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Am J Public Health. 2010 Sep;100(9):1648-52. doi: 10.2105/AJPH.2009.175224. Epub 2010 Jul 15.

School-based screening for suicide risk: balancing costs and benefits.

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  • 1Department of Child Psychiatry, College of Physicians and Surgeons, Columbia University, New York, NY, USA. mscott@monmouth.edu

Abstract

OBJECTIVES:

We examined the effects of a scoring algorithm change on the burden and sensitivity of a screen for adolescent suicide risk.

METHODS:

The Columbia Suicide Screen was used to screen 641 high school students for high suicide risk (recent ideation or lifetime attempt and depression, or anxiety, or substance use), determined by subsequent blind assessment with the Diagnostic Interview Schedule for Children. We compared the accuracy of different screen algorithms in identifying high-risk cases.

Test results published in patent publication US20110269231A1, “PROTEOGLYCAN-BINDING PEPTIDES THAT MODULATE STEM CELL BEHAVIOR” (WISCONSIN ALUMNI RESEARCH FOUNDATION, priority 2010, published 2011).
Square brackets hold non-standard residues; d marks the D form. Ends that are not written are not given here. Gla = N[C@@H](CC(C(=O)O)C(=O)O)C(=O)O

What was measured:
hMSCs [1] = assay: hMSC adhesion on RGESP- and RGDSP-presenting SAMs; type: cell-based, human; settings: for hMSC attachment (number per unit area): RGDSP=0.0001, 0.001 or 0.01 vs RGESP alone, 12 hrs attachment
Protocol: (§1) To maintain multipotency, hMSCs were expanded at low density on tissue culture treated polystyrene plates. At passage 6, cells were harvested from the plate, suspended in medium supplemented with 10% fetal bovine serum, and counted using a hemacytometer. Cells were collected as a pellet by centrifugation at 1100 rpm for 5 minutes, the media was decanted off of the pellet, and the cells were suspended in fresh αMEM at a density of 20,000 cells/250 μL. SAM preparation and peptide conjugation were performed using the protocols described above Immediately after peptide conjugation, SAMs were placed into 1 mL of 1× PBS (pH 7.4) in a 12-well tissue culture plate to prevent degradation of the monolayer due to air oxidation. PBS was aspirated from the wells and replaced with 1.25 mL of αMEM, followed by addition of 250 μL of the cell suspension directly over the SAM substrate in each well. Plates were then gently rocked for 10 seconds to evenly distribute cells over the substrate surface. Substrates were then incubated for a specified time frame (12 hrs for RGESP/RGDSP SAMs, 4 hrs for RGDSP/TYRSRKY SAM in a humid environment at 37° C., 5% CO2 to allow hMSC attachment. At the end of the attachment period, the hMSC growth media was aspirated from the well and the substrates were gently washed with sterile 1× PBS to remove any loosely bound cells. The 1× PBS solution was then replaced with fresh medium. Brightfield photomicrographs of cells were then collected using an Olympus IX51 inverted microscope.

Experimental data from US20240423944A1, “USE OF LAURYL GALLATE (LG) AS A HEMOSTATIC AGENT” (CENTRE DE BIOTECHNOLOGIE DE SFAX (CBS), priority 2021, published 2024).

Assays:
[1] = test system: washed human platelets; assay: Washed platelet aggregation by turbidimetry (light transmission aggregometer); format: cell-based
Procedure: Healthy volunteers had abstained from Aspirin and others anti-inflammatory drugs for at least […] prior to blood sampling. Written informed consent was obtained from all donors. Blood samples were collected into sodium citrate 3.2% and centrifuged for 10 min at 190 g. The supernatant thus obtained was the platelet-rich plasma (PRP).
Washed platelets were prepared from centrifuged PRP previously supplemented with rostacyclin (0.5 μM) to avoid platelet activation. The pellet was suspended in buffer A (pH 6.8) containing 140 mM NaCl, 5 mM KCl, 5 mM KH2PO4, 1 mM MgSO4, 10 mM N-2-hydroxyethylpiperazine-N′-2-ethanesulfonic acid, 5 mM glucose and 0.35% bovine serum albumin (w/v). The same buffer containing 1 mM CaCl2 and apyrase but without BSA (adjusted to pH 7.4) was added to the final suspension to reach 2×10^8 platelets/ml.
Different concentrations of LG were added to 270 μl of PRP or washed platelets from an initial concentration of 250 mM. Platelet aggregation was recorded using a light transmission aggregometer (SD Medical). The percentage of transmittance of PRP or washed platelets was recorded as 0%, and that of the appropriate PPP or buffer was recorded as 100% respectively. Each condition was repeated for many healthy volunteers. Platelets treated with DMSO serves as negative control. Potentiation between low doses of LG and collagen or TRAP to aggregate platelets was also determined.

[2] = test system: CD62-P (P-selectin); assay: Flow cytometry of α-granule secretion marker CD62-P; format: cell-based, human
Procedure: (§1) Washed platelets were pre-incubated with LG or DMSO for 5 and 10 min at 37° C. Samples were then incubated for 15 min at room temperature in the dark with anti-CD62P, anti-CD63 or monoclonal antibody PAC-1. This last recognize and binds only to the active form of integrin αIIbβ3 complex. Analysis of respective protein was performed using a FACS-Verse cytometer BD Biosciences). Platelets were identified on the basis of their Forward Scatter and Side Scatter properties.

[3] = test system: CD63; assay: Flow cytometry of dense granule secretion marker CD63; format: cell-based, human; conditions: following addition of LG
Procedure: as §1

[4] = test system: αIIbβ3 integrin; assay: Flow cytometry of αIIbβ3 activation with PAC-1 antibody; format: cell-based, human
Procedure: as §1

RESULTS:

A screen algorithm comprising recent ideation or lifetime attempt or depression, anxiety, or substance-use problems set at moderate-severity level classed 35% of students as positive and identified 96% of high-risk students. Increasing the algorithm's threshold reduced the proportion identified to 24% and identified 92% of high-risk cases. Asking only about recent suicidal ideation or lifetime suicide attempt identified 17% of the students and 89% of high-risk cases. The proportion of nonsuicidal diagnosis-bearing students found with the 3 algorithms was 62%, 34%, and 12%, respectively.

CONCLUSIONS:

The Columbia Suicide Screen threshold can be altered to reduce the screen-positive population, saving costs and time while identifying almost all students at high risk for suicide.

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